“I want his body. I want a grave to put flowers on.”
After listening to Refai and the other panellists’ stories, British envoy Bayley said he felt “privileged” to have heard them speak and he emphasised the importance of the photo exhibition.
“The Caesar photographs are compelling evidence, brutally and forensically documented, of the Assad regime’s calculated widespread attack on the Syrian people as a form of collective punishment,” he said.
Pointing to other envoys present – who were from Sweden, Canada, Denmark, the Netherlands and France - Bayley said that despite there being much discussion of the international community giving up on removing Assad and instead prioritising the fight against the Islamic State group, that the Syrian president must be held accountable for his government’s crimes.
“Justice focuses most specifically on Bashar al-Assad,” he said. “My country (Britain) has been clear that there must be a transition away from Assad – this man has not only failed his country, he has attacked his country.”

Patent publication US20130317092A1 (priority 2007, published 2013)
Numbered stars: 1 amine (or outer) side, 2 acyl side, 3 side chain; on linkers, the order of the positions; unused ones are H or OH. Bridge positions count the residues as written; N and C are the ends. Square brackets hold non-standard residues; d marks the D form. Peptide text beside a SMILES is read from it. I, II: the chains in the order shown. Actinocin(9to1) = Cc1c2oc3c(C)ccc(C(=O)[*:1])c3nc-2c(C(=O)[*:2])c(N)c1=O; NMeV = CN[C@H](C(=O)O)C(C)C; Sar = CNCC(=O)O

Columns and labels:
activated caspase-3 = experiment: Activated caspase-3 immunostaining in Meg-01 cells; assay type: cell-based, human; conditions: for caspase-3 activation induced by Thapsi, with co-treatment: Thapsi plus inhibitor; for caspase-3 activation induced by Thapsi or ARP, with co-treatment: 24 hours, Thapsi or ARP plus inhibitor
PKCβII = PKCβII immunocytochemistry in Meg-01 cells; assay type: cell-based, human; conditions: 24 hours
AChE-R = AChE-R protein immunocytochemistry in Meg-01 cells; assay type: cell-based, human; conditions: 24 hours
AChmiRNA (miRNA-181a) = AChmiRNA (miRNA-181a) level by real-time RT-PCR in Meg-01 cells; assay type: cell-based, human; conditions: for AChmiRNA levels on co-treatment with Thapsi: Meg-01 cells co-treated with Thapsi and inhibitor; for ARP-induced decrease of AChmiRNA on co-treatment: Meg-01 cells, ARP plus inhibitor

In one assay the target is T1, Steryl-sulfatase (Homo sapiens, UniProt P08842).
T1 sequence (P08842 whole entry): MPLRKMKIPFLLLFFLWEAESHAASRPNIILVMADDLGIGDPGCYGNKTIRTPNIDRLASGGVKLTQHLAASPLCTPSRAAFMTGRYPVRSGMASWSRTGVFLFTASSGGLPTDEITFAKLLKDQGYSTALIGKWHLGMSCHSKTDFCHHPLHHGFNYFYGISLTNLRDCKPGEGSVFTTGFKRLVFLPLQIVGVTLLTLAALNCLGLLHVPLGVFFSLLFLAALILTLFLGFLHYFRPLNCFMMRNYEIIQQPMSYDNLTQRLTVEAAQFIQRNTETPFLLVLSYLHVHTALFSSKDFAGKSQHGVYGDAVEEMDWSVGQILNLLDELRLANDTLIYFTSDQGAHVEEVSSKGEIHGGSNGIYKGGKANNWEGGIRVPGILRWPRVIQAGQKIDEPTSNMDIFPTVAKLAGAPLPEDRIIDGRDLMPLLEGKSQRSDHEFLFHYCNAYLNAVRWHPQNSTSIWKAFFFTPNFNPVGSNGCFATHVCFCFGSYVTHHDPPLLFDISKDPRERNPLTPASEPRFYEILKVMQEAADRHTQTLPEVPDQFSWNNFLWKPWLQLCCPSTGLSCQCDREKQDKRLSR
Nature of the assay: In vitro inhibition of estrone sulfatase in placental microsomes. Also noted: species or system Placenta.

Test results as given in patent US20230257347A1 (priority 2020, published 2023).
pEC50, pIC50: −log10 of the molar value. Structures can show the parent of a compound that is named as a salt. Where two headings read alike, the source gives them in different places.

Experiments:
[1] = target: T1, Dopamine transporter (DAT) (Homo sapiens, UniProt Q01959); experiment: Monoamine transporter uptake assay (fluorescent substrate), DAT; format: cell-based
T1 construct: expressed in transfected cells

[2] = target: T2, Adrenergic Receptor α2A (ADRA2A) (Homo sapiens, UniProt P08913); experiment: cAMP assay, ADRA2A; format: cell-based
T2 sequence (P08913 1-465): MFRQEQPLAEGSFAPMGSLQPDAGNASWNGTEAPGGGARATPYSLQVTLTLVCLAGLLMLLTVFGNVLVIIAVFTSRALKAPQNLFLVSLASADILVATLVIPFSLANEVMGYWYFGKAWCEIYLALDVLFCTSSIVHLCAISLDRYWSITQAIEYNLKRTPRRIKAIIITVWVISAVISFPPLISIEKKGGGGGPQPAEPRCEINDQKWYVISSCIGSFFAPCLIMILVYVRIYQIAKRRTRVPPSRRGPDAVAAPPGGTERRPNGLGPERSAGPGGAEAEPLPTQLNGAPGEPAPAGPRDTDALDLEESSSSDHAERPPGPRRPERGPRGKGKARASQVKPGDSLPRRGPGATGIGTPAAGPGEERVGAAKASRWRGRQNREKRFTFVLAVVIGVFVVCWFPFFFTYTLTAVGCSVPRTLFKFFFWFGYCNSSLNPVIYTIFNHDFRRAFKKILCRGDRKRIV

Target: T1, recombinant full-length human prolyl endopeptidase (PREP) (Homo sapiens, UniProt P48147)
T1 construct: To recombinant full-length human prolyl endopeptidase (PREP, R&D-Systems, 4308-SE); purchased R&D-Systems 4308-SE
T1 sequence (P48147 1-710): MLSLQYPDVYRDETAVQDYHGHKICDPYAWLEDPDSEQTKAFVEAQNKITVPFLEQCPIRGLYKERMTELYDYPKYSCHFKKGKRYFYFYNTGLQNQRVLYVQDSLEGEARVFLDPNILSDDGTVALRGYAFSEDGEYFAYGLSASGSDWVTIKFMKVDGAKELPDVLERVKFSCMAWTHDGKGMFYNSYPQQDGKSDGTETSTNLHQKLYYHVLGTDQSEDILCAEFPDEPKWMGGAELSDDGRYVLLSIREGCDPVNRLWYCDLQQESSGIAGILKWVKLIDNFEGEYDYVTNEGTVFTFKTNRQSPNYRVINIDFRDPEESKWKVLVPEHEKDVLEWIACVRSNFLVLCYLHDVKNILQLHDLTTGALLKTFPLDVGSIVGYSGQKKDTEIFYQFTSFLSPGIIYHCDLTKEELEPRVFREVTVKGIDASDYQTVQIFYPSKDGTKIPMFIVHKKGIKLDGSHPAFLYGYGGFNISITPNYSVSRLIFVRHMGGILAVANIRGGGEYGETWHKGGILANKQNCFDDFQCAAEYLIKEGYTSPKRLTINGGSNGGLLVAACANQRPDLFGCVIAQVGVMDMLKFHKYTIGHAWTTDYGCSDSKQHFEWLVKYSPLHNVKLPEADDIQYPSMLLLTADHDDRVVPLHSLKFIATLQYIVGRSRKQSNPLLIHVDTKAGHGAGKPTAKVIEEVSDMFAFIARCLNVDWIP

"We are absolutely clear and remain steadfast in saying that human rights violations and abuses in Syria are unacceptable and perpetrators must be held to account.”
Bayley added that despite the latest peace talks not being direct ones between the Syrian government and opposition, they represent a “glimmer of hope” that has grown as a recently agreed ceasefire has held in place.
“We must progress through the laborious process of politics to seek an end to this war.”